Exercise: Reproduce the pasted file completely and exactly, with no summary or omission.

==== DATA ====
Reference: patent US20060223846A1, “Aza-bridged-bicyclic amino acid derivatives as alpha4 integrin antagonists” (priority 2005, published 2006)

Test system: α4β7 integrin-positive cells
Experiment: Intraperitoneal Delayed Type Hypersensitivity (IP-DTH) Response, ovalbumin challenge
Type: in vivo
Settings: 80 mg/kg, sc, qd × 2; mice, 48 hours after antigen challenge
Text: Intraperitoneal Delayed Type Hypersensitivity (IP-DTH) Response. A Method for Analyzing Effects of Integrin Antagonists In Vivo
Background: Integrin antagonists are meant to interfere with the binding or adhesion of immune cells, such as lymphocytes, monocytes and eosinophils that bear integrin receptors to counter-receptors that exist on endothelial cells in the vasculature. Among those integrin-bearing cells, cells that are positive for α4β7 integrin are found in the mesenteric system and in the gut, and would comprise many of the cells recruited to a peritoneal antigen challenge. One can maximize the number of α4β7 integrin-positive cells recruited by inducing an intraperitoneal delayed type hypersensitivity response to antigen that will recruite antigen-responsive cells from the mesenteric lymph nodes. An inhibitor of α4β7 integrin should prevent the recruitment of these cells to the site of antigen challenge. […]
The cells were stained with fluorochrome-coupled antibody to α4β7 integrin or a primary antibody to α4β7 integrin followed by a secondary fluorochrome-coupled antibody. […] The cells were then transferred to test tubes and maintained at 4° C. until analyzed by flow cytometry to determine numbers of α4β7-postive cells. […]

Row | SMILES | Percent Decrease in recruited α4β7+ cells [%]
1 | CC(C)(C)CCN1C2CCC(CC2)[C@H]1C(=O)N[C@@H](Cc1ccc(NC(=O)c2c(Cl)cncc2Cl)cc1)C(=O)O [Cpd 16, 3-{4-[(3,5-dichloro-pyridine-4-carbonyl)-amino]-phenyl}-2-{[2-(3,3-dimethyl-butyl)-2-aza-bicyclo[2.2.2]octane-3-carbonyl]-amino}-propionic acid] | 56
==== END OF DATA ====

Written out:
Reference: patent US20060223846A1, “Aza-bridged-bicyclic amino acid derivatives as alpha4 integrin antagonists” (priority 2005, published 2006)

Test system: α4β7 integrin-positive cells
Experiment: Intraperitoneal Delayed Type Hypersensitivity (IP-DTH) Response, ovalbumin challenge
Type: in vivo
Settings: 80 mg/kg, sc, qd × 2; mice, 48 hours after antigen challenge
Text: Intraperitoneal Delayed Type Hypersensitivity (IP-DTH) Response. A Method for Analyzing Effects of Integrin Antagonists In Vivo
Background: Integrin antagonists are meant to interfere with the binding or adhesion of immune cells, such as lymphocytes, monocytes and eosinophils that bear integrin receptors to counter-receptors that exist on endothelial cells in the vasculature. Among those integrin-bearing cells, cells that are positive for α4β7 integrin are found in the mesenteric system and in the gut, and would comprise many of the cells recruited to a peritoneal antigen challenge. One can maximize the number of α4β7 integrin-positive cells recruited by inducing an intraperitoneal delayed type hypersensitivity response to antigen that will recruite antigen-responsive cells from the mesenteric lymph nodes. An inhibitor of α4β7 integrin should prevent the recruitment of these cells to the site of antigen challenge. […]
The cells were stained with fluorochrome-coupled antibody to α4β7 integrin or a primary antibody to α4β7 integrin followed by a secondary fluorochrome-coupled antibody. […] The cells were then transferred to test tubes and maintained at 4° C. until analyzed by flow cytometry to determine numbers of α4β7-postive cells. […]

Row | SMILES | Percent Decrease in recruited α4β7+ cells [%]
1 | CC(C)(C)CCN1C2CCC(CC2)[C@H]1C(=O)N[C@@H](Cc1ccc(NC(=O)c2c(Cl)cncc2Cl)cc1)C(=O)O [Cpd 16, 3-{4-[(3,5-dichloro-pyridine-4-carbonyl)-amino]-phenyl}-2-{[2-(3,3-dimethyl-butyl)-2-aza-bicyclo[2.2.2]octane-3-carbonyl]-amino}-propionic acid] | 56